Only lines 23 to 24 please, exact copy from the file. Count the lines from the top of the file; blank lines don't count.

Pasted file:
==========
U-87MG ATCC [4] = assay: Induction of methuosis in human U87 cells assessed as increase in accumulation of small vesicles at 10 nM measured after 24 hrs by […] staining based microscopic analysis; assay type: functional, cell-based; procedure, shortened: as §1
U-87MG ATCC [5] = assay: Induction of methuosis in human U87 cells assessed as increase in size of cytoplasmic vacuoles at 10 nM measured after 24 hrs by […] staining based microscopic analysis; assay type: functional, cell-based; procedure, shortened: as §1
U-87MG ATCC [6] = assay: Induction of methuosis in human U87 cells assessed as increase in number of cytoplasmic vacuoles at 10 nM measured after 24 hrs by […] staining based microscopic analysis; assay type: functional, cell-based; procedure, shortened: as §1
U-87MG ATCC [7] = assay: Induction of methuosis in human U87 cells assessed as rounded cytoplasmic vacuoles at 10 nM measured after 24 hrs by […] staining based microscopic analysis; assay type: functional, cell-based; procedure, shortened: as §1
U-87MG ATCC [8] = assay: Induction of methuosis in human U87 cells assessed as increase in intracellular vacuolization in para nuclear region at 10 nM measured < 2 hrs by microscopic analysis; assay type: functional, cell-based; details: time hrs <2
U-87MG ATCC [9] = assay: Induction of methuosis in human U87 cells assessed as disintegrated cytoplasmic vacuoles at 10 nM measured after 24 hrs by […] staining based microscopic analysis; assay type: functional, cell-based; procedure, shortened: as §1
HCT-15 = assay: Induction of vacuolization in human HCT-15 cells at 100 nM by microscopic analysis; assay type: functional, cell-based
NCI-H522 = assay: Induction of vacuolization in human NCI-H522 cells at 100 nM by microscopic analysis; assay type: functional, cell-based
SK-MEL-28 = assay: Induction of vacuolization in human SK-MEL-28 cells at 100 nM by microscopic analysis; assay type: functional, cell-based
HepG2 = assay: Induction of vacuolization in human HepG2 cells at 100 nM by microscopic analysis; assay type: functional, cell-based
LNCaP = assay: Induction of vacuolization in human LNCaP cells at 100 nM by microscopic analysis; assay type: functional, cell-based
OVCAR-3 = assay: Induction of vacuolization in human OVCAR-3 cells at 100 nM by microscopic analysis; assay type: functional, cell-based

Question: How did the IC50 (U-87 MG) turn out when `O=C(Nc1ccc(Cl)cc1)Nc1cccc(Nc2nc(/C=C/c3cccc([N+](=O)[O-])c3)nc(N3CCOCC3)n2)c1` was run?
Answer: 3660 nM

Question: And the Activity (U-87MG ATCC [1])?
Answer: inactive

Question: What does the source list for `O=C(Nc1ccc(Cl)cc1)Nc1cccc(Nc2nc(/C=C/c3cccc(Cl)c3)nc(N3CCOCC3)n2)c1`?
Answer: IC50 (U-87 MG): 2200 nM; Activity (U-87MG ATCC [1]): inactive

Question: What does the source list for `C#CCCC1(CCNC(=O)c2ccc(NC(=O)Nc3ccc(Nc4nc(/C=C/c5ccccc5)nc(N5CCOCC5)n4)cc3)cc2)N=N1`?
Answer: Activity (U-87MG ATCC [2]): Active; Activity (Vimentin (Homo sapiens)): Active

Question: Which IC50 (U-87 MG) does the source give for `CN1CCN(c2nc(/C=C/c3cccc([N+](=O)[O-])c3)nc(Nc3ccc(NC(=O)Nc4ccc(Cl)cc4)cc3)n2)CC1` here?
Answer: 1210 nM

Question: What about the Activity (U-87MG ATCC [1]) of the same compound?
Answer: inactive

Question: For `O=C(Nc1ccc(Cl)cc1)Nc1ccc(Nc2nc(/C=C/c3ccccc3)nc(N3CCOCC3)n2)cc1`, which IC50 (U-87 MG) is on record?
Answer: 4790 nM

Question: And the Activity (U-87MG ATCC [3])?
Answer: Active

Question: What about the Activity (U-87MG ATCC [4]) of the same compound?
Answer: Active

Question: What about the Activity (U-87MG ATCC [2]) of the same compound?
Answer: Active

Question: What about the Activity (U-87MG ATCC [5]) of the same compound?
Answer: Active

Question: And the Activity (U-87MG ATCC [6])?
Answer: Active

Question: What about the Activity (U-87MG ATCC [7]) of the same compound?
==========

Question: What about the Activity (U-87MG ATCC [1]) of the same compound?
Answer: inactive